Further reading

Alford, John. A. "The Design of the Poem." In A Companion to Piers Plowman, edited by John A. Alford, 29-65. Berkeley: University of California Press, 1988.

Daniel F. Pigg

Piers Plowman: Passus 7 William Langland (ca.

1381—1382) As Passus 7 opens, Truth decides to give a pardon to Piers and his heirs. Kings, bishops, merchants, laborers, and even lawyers and beggars have the opportunity to receive the pardon, if they have lived justly. A priest demands to read the pardon because he is familiar with them; however, the priest fails to recognize the exact words as a pardon, after which Piers tears up the document out of "pure tene" (l. 115). Piers and the priest start arguing, which in turn awakes the Dreamer, Will.

Passus 7 is the last passus of the second vision, which started with Reason's sermon to the "field full of folk," the confession of the seven deadly sins (Passus 5) and was followed by the attempt to go on pilgrimage to "Saint Truth," leading the pilgrims to the plowing of the half-acre under Piers Plowman's guidance (Passus 6). Some critics have interpreted this vision as the logical pre-Reformation Christian sequence of sermon, confession, repentance, pilgrimage, and pardon.

The climax of this passus occurs when Piers tears up the pardon, a dramatic scene that has led to an overflow of interpretations. The B-text shows subtle changes from the A-text; however, the C-text has a significant change: It omits the tearing of the pardon. Most agree that William Langland feared the misinterpretation of this scene, especially after the Peasants' Revolt, and because of Lollardism, which found inspiration in Langland's work.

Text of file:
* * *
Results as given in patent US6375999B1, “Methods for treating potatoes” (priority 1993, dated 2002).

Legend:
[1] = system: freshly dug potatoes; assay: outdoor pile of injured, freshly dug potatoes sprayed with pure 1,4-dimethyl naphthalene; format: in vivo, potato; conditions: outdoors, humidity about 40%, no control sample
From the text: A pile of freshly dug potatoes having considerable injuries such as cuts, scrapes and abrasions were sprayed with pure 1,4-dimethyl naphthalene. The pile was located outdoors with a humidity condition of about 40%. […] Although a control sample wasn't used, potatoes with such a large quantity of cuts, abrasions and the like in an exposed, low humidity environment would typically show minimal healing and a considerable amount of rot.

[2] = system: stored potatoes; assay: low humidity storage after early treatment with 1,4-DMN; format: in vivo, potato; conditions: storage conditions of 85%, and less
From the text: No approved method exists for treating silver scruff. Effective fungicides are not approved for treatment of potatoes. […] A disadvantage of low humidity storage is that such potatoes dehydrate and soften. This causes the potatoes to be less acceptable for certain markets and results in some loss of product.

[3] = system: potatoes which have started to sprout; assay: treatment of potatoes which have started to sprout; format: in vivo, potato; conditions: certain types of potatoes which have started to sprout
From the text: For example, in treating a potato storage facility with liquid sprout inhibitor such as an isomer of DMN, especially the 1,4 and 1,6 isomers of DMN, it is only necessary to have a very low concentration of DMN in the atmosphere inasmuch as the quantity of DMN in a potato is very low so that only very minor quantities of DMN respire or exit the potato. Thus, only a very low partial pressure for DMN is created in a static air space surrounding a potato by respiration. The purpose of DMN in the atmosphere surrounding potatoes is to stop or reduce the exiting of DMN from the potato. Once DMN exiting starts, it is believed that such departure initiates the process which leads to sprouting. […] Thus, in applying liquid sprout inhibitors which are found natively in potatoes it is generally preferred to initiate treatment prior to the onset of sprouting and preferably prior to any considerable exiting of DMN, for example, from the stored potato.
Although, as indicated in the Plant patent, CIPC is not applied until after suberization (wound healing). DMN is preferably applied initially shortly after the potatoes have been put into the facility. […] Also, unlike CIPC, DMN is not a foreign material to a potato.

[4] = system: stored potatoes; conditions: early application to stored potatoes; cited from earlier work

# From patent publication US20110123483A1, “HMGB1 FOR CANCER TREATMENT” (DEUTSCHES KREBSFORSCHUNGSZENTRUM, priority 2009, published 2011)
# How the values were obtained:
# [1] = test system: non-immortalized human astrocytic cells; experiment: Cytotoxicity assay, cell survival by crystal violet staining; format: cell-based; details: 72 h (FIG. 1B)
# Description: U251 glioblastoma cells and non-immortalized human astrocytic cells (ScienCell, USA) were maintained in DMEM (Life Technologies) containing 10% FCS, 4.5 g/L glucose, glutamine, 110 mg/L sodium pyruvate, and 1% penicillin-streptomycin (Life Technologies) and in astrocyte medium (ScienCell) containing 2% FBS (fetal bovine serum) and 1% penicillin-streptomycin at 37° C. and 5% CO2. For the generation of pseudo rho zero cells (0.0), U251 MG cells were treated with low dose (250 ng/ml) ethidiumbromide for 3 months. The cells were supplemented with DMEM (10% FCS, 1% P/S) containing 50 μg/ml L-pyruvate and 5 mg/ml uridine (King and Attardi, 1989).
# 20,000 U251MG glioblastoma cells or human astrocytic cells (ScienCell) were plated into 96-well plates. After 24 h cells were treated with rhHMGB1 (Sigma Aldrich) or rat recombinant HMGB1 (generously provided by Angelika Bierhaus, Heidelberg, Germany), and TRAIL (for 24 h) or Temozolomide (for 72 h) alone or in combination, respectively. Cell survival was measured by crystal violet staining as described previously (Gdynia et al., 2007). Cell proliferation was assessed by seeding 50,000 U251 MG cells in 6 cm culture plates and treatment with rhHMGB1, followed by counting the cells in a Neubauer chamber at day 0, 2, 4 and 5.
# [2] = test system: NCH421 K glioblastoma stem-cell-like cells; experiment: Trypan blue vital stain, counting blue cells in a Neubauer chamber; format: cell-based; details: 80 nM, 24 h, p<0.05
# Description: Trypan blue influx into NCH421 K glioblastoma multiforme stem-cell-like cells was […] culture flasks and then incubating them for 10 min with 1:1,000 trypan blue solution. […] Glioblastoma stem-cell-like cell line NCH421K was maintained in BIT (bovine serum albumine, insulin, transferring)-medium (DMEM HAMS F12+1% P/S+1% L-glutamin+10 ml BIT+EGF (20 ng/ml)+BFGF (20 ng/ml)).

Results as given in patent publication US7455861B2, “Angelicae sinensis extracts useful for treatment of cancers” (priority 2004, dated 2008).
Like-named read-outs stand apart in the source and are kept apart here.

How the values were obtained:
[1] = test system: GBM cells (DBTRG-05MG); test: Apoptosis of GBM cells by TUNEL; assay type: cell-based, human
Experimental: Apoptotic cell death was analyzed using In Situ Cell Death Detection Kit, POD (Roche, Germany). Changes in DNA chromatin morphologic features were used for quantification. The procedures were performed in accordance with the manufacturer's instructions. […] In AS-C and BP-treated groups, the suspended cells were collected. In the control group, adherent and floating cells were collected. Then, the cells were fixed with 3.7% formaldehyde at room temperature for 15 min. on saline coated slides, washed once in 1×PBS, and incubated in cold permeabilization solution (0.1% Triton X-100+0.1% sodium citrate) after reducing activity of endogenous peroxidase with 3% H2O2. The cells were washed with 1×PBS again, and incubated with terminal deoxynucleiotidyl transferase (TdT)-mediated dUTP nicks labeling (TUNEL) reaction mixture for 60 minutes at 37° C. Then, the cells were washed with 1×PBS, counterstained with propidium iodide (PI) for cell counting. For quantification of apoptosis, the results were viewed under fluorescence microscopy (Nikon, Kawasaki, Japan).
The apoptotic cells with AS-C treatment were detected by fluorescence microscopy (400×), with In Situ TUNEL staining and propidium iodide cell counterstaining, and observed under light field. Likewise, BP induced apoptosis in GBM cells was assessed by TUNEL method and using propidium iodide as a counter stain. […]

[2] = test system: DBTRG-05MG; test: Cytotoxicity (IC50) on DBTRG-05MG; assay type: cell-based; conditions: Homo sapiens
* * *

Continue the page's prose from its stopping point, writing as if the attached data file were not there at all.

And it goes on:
Pre-Reformation Christianity taught that sins were forgiven through sacramental confession—only canonical temporal punishment could be remitted through a pardon; however, most people believed that a pardon could do both. The pardon reads as follows: Et qui bona egerunt ibunt in vitam eternam; / Qui vero mala, in ignem eternum. (And those who have done well shall go into eternal life, but those who have done evil will go into eternal fire, ll. 110-111). Scholars have debated who is going to be saved: The pilgrims confess and work hard; the Sins confess, but insincerely; the "wastours" are indolent about both. Most scholars accept the pardon's validity because it comes from Truth, who represents God, making its tearing even more confusing. Is it Lang-land's way of showing his contempt for the corrupt selling of papal indulgences? Does Piers recognize himself as a failure and throw himself on God's mercy? or does he tear the pardon because he realizes that it lacks mercy? Whatever the case, the tearing brings the connection between good works and mercy into question.

See also Piers Plowman (overview).

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